Context Sensitive Design - Huntersville, North Carolina

Report
Context Sensitive Solutions
Focus Group Session
Lynn Purnell
Parsons Brinckerhoff
Prosperity Church Road
Corridor
December 8, 2005
Context Sensitive Solutions
Context Sensitive Solutions is a
collaborative, interdisciplinary approach,
that involves all stakeholders to develop a
transportation facility that fits its physical
setting and preserves scenic, aesthetic,
historic and environmental resources, while
maintaining safety and mobility.
FHWA CSD Website Homepage
What is CSS not?
• Not a product; it is a process
• Not just design
• Not easy
What does CSS look like?
• Understand & define the Context
before design begins
• Engage, listen & react to
communities
• Apply flexible designs
How is CSS different?
• Involve multi-disciplinary team early
• Understand valued resources before designing
• Involve stakeholders with open, continuous
communications
• Balance transportation need with community
values
• Employ roadway design that is creative, flexible
and safe
Design Excellence-Standard Practice
Mobility
Safety
Preservation of
Community
Values
Enhancement of
the Natural
Environment
Qualities of Excellence in Design
•Satisfies purpose & need as defined by
stakeholders
•Safe facility for user & community
•In harmony with the community and the
natural & built environment
•Efficient and effective use of resources
•Minimal disruption to the community
•Lasting added value to the community
Every Project has a Context
Define the Context at beginning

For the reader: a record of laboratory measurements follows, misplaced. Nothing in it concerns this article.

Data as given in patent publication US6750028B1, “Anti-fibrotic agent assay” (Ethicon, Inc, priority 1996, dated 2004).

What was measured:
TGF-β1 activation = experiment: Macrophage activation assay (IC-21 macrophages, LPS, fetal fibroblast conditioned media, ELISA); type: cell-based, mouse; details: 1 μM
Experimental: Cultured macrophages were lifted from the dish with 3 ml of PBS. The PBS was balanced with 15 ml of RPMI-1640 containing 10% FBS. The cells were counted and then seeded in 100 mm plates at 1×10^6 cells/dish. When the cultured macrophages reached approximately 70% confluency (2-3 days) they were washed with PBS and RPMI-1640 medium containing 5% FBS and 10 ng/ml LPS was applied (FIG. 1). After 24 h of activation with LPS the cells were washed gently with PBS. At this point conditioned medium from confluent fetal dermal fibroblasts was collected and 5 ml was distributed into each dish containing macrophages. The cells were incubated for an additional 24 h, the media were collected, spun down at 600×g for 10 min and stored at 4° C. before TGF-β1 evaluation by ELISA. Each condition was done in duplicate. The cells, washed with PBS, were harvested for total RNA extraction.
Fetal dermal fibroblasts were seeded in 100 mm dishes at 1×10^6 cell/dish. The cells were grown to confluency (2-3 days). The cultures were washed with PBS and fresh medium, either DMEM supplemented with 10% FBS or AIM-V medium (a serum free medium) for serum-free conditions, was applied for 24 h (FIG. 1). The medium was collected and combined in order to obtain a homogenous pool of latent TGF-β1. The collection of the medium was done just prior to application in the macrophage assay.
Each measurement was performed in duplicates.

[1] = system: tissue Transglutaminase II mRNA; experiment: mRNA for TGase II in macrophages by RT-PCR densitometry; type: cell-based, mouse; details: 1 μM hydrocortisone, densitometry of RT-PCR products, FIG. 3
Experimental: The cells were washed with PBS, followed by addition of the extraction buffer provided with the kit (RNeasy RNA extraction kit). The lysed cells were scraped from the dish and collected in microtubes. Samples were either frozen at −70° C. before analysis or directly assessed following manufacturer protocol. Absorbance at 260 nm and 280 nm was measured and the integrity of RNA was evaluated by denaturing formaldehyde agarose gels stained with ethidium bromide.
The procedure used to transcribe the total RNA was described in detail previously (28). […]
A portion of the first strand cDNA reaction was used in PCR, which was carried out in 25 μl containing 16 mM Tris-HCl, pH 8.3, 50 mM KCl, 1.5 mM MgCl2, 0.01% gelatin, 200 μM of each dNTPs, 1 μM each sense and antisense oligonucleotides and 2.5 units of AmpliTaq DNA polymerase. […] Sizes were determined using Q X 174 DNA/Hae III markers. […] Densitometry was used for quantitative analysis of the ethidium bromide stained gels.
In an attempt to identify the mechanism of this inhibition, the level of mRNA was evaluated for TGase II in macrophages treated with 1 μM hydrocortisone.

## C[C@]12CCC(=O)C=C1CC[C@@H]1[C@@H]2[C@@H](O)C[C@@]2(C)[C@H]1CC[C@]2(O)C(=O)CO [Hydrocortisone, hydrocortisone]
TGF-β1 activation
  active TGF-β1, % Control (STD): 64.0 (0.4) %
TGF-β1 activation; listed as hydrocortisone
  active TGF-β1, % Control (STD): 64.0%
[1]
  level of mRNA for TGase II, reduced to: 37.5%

• Transportation Context
• Community Context
• Environmental Context
Transportation Context
• Functional Classification
• System Context: regional or local
• Setting: urban, rural, suburban
Community Context
• Demographics: community or
social groups
• Particular characteristics to be
preserved or enhanced
• Historic features that are valued
Environmental Context
• Ecology & wetlands
• Cultural resources, including
historic sites
• Farmland, parkland, etc.
• Noise Receptors
What is Purpose & Need?
• Seek input from
technical team,
public officials,
focus groups &
others.
• Seek consensus
on problems and
needs
Consensus
Consensus does not mean that
everyone agrees, but that groups
and individuals can live with a
proposal.
M-463, Jackson, MS
Project Goals
• Reduce congestion
• Existing 2-lane volumes = 1,900 to
19,900 vpd.
• Projected = 9,600 to 33,300 vpd
• Improve safety (limited sight distance)
M-463 Context
• Commercial
around
interchange
• Suburban
• Rural
• Historic properties
• Scenic viewsheds
• Major growth
potential
M-463 Context Constraints
• Development
close to roadway
• Scenic property
close to roadway
• Historic properties
need to be
avoided
• Historic Church
congregation
objects to visual
impacts of an
“interstate
highway”
M-463 Existing Conditions
Church
• Plan
Silo
• Section
Church
Proposed with DOT Criteria
Church
• Plan
Silo
Lake
• Section
M-463 CSS Objectives
• Save silo and
lake with
narrower footprint
• Reduce visual
impact by hiding
the new lanes
M-463 Design Considerations
• Change the requirement for a 90-ft.
median
• Change design speed
• Accept increased travel time
M-463 Design Considerations
Construct the new lane at a lower
elevation than the existing roadway
M-463 CSS Results
• Preserved view-shed
• Citizens and DOT
accept increased
travel time as a
positive trade-off
• Citizens gain respect
for DOT because it
listened to their
concerns
• Project moves
forward at reduced
cost

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